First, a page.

Taking 10 minutes to do ‘nothing’ may seem like a luxury you can’t afford. But it’s essential when it comes to maintaining one of your greatest assets: your mind. The terms ‘meditation’ and ‘mindfulness’ might seem a bit hocus pocus but you’ve got to admit: we could all use some strategies to chill out from time to time.

After all, your mental health is an imperative part of your overall health and influences your risk of developing illnesses such as heart disease, according to Beyond Blue and the Heart Foundation of Australia1.

So here’s a no fuss, research backed introduction to meditation.

Redefining Meditation

As it turns out, you don’t need to light incense and sit uncomfortably for three hours to reap the benefits of meditation. Mindfulness meditation involves “spending specific time focusing on your senses and allowing your thoughts to come and go calmly, without judging or trying to change them”, according to SANE Australia2.

This kind of meditation has been shown to reduce symptoms of fear, stress and anxiety, preserve the brain’s grey matter, and improve concentration and memory, SANE Australia has stated2.

so here are some simple ways To introduce meditation in to your life.

Moving Meditation

Any movement can in fact be meditation, if it’s done mindfully.

Yoga is an obvious example, even the most vigorous forms encourage us to focus on movement and breathing with purpose an control. The same goes for Tai chi and Qigong.

Other not so obvious types of movement meditation include walking meditation (kinhin meditation) and colouring in (as reported by the ABC)3.

The University of New South Wales even Says paying attention while brushing your teeth can be an act of meditation4.

Guided Meditation

Many of us don’t have the skills or discipline to meditate solo , which makes guided meditation tools very helpful.

The following free resources are backed by science and some of australia’s leading mental health organisations:

  • Smiling Mind: backed by SANE Australia, this app provides meditation programmes to help you cope with the stresses and challenges of daily life2. it has programmes for young children, teenagers, adults, as well as those in sporting, educational and workplace settings5.
  • Headspace Meditation and Mindfulness: this app has a series of guided meditation ‘packs’ designed to address common issues. For example, the ‘work and performance’ meditation packs include modules around productivity, focus, creativity and balance. The ‘Sport’ Acts include motivation, focus, training, analysis and recovery6.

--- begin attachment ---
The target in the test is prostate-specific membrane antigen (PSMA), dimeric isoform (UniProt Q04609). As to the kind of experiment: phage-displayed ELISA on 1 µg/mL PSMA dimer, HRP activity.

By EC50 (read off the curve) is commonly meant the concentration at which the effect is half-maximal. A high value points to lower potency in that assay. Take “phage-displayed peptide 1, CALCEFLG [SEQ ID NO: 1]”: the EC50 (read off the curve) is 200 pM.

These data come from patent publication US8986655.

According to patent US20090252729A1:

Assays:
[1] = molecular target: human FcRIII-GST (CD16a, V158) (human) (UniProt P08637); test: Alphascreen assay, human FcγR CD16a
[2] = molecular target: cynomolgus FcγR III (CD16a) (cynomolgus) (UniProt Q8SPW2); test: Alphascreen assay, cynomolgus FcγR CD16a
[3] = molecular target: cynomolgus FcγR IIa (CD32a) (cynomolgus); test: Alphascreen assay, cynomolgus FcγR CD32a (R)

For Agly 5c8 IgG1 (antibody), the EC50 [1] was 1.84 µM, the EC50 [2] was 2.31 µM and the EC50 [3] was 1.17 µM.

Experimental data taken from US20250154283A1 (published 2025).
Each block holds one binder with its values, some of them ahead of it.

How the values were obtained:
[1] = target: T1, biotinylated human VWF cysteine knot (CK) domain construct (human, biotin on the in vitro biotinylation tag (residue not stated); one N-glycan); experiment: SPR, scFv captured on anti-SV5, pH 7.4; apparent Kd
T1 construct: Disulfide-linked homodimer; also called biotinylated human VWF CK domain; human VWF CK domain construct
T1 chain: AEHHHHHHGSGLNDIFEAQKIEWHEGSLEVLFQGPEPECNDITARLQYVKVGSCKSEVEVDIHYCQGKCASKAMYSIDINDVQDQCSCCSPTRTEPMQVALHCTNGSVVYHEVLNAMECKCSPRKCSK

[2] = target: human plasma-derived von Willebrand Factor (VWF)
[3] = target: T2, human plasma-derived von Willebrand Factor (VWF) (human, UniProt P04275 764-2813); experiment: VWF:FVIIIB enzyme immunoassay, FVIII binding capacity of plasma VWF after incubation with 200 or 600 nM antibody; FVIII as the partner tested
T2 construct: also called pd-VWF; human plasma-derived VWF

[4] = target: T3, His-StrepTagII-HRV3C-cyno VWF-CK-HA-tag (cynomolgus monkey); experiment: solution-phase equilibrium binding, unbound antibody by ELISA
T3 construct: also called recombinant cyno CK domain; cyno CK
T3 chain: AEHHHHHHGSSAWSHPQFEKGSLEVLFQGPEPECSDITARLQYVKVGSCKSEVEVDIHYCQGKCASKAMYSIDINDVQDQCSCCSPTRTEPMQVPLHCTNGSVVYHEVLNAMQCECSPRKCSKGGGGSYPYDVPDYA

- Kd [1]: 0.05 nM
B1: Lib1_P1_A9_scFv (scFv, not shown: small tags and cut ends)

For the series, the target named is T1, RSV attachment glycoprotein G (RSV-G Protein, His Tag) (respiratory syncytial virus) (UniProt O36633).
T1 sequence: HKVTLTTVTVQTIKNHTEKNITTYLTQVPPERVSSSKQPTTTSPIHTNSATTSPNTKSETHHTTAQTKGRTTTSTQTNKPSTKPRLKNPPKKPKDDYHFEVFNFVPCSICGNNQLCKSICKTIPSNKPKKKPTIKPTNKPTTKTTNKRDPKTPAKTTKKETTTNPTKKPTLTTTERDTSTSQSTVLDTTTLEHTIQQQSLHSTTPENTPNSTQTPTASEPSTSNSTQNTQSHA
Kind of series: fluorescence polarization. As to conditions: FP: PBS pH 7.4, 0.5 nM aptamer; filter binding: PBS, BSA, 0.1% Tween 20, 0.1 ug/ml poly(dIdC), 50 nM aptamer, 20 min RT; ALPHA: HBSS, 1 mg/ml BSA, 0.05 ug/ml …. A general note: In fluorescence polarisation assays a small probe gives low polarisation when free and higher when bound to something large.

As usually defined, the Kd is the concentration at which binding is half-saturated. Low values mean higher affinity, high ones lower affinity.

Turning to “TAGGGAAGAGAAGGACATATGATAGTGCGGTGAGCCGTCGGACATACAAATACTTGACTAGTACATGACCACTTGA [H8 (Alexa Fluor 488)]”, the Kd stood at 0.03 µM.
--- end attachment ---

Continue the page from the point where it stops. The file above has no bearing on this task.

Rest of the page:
• ACT Companion: Companion app to best-selling book The Happiness Trap, this app has mindfulness recordings for beginners through to experienced meditators . They run from less than five minutes to over half an hour and are designed to use anywhere, anytime – even on the busiest days7.

Protecting your Everyday Health

As well as taking the time to protect your physical and mental health each day, it’s important to protect yourself all year round with the right insurance. Speak to us today to discuss your options.

By putting the right plan in place now, you’ll have one less worry on your mind and more headspace for meditation.

 

  1. Mental health and heart disease (https://www.heartfoundation.org.au/Heart-health-education/mental-health-and-heart-disease)
  2. Mindfulness (https://www.sane.org/information-stories/facts-and-guides/mindfulness)
  3. Five minutes of colouring can have same benefits as hour of meditation, expert says (https://www.abc.net.au/news/2017-03-26/calming-the-mind-with-colouring-in/8388028)

  4. Mindfulness (https://student.unsw.edu.au/mindfulness)
  5. Smiling Mind App (https://www.smilingmind.com.au/smiling-mind-app)
  6. Headspace App (https://www.headspace.com/science)
  7. ActCompanion App (http://www.actcompanion.com/)

The information posted is intended to be general in nature and is not personal financial product advice. It does not take into account your objectives, financial situation or needs. Before acting on any information, you should consider the appropriateness of the information provided and the nature of the relevant financial product having regard to your objectives, financial situation and needs. In particular, you should seek independent financial advice and read the relevant product disclosure statement (PDS) or other offer document prior to making a decision.

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